HAVANA (AP) — One man in the Cuban capital of Havana says it's "a wish come true." He's among the Cubans celebrating the news that his country and the United States are re-establishing diplomatic relations. Carlos Gonzalez says it will "open the road to a better future for the two countries." In Cuba, bells pealed and schoolchildren interrupted lessons to mark the historic news.
WASHINGTON (AP) — The plans by President Barack Obama to move toward normalized relations with Cuba are sweeping. Obama is looking to expand economic ties with Cuba, open an embassy in Havana, and review that country's designation as a state sponsor of terrorism. The U.S. is also easing restrictions on travel to Cuba -- but tourist travel will still be banned.
WASHINGTON (AP) — Alan Gross says he learned the lesson during five years in Cuban captivity that freedom is not free. Gross spoke in Washington just after returning from Cuba, where he was imprisoned for five years. Cuba released him as part of an agreement to re-establish diplomatic relations with the United States. Gross says he hopes the U.S. and Cuba can now move beyond their mutually belligerent policies. He says two wrongs never make a right. Gross says knowing he wasn't forgotten by people in the U.S. was crucial to his survival.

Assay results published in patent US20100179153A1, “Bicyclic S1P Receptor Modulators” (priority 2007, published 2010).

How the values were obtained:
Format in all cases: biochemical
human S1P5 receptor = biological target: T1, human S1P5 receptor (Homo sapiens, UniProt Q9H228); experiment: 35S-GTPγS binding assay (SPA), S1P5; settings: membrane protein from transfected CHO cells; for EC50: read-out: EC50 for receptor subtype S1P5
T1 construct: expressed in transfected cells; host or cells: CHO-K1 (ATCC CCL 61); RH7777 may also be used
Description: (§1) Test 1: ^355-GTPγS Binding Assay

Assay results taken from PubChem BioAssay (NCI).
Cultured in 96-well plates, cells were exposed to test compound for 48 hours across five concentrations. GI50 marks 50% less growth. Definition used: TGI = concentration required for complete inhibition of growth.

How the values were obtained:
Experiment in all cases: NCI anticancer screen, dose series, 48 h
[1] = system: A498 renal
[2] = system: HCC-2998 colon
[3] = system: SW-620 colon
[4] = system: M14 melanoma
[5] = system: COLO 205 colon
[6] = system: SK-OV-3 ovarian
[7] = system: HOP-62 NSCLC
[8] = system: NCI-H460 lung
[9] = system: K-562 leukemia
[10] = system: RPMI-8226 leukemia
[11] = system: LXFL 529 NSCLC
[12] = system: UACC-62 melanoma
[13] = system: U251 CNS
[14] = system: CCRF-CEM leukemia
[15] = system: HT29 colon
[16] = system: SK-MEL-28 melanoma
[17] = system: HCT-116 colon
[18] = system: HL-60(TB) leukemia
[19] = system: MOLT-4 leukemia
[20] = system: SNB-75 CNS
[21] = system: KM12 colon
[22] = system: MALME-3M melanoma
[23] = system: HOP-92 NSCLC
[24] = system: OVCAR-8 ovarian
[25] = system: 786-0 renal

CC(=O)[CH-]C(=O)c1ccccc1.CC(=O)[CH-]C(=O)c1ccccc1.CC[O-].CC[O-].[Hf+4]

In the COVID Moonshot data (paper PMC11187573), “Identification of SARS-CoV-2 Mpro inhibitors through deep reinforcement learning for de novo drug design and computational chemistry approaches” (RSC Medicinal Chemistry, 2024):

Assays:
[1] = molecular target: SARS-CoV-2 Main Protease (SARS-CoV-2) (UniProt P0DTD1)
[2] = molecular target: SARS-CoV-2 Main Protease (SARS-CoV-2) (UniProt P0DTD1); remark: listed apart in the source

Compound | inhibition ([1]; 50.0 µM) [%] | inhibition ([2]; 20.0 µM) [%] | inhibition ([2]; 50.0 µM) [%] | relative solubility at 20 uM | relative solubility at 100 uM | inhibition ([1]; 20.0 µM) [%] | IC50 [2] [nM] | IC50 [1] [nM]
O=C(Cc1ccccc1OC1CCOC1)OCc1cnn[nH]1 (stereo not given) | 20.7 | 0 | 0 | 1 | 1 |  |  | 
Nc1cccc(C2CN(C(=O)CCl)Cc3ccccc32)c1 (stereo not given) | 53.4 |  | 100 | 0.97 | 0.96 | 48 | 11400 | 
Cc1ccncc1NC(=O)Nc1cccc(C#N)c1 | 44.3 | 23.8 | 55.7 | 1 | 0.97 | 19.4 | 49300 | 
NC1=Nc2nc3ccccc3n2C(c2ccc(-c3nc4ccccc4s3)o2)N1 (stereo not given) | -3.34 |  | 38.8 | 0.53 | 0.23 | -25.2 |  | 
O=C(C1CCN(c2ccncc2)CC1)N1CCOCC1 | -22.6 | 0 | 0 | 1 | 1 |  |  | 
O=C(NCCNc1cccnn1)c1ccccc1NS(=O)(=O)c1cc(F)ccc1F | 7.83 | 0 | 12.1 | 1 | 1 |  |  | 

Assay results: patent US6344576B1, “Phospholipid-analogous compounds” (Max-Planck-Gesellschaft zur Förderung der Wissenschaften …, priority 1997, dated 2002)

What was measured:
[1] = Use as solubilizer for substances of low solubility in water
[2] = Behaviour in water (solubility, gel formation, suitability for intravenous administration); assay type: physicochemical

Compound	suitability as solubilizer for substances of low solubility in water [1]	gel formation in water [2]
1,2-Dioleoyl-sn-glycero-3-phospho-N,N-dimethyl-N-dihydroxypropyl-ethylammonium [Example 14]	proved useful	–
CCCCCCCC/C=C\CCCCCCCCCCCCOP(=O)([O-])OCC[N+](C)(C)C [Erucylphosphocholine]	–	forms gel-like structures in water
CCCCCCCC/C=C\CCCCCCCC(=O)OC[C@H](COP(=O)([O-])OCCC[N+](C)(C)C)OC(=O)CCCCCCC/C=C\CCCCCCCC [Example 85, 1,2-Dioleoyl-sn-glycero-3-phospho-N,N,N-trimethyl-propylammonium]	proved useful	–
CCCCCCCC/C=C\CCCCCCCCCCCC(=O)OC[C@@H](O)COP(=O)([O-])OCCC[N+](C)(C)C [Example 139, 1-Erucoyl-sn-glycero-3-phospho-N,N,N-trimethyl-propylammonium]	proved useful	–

WASHINGTON (AP) — President Barack Obama is offering the nation's continued support to Pakistan in its fight against extremism after a terrorist attack that killed scores of schoolchildren. Obama expressed America's condolences in a telephone call last night with Prime Minister Nawaz Sharif (nah-WAHZ' shah-REEF'). Taliban gunmen stormed a military-run school in the city of Peshawar (puh-SHAH'-wuhr) in northwestern Pakistan yesterday, killing 148 people. Most were children. The Taliban said the attack was revenge for a military offensive against their safe havens in the northwest, along the border with Afghanistan.
NEW YORK (AP) — The Dow Jones industrial average has surged this afternoon -- rising by as much as 300 points. This, after the Federal Reserve signaled it was edging closer to raising interest rates because of a strengthening U.S. economy, but promised to be "patient" in its approach. The Fed gave no specific guidance on when the first rate hike might occur.